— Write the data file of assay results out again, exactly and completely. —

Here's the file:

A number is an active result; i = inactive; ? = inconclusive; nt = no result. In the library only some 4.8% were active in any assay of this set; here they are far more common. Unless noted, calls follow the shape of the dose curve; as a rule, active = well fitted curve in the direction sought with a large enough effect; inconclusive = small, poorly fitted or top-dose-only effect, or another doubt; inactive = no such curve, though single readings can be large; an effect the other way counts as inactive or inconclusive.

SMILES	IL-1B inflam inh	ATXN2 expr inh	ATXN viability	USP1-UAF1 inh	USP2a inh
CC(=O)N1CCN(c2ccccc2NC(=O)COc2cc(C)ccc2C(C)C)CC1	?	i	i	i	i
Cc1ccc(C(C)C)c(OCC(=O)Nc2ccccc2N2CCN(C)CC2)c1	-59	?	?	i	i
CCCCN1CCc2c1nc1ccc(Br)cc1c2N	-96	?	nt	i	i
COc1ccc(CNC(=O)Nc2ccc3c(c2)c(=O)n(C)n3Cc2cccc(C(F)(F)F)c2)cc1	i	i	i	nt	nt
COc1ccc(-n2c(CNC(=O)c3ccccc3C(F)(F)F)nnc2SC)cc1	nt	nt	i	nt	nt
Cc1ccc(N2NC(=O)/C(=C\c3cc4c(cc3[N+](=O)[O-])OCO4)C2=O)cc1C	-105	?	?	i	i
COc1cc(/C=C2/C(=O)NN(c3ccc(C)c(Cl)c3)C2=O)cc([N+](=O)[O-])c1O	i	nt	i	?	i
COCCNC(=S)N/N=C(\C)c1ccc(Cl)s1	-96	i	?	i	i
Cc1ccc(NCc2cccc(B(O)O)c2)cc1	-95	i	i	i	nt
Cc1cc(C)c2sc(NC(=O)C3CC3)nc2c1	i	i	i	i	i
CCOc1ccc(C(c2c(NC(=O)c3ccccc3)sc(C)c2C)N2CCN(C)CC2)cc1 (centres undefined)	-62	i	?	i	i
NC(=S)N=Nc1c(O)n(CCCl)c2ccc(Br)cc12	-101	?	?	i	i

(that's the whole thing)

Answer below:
A number is an active result; i = inactive; ? = inconclusive; nt = no result. In the library only some 4.8% were active in any assay of this set; here they are far more common. Unless noted, calls follow the shape of the dose curve; as a rule, active = well fitted curve in the direction sought with a large enough effect; inconclusive = small, poorly fitted or top-dose-only effect, or another doubt; inactive = no such curve, though single readings can be large; an effect the other way counts as inactive or inconclusive.

SMILES	IL-1B inflam inh	ATXN2 expr inh	ATXN viability	USP1-UAF1 inh	USP2a inh
CC(=O)N1CCN(c2ccccc2NC(=O)COc2cc(C)ccc2C(C)C)CC1	?	i	i	i	i
Cc1ccc(C(C)C)c(OCC(=O)Nc2ccccc2N2CCN(C)CC2)c1	-59	?	?	i	i
CCCCN1CCc2c1nc1ccc(Br)cc1c2N	-96	?	nt	i	i
COc1ccc(CNC(=O)Nc2ccc3c(c2)c(=O)n(C)n3Cc2cccc(C(F)(F)F)c2)cc1	i	i	i	nt	nt
COc1ccc(-n2c(CNC(=O)c3ccccc3C(F)(F)F)nnc2SC)cc1	nt	nt	i	nt	nt
Cc1ccc(N2NC(=O)/C(=C\c3cc4c(cc3[N+](=O)[O-])OCO4)C2=O)cc1C	-105	?	?	i	i
COc1cc(/C=C2/C(=O)NN(c3ccc(C)c(Cl)c3)C2=O)cc([N+](=O)[O-])c1O	i	nt	i	?	i
COCCNC(=S)N/N=C(\C)c1ccc(Cl)s1	-96	i	?	i	i
Cc1ccc(NCc2cccc(B(O)O)c2)cc1	-95	i	i	i	nt
Cc1cc(C)c2sc(NC(=O)C3CC3)nc2c1	i	i	i	i	i
CCOc1ccc(C(c2c(NC(=O)c3ccccc3)sc(C)c2C)N2CCN(C)CC2)cc1 (centres undefined)	-62	i	?	i	i
NC(=S)N=Nc1c(O)n(CCCl)c2ccc(Br)cc12	-101	?	?	i	i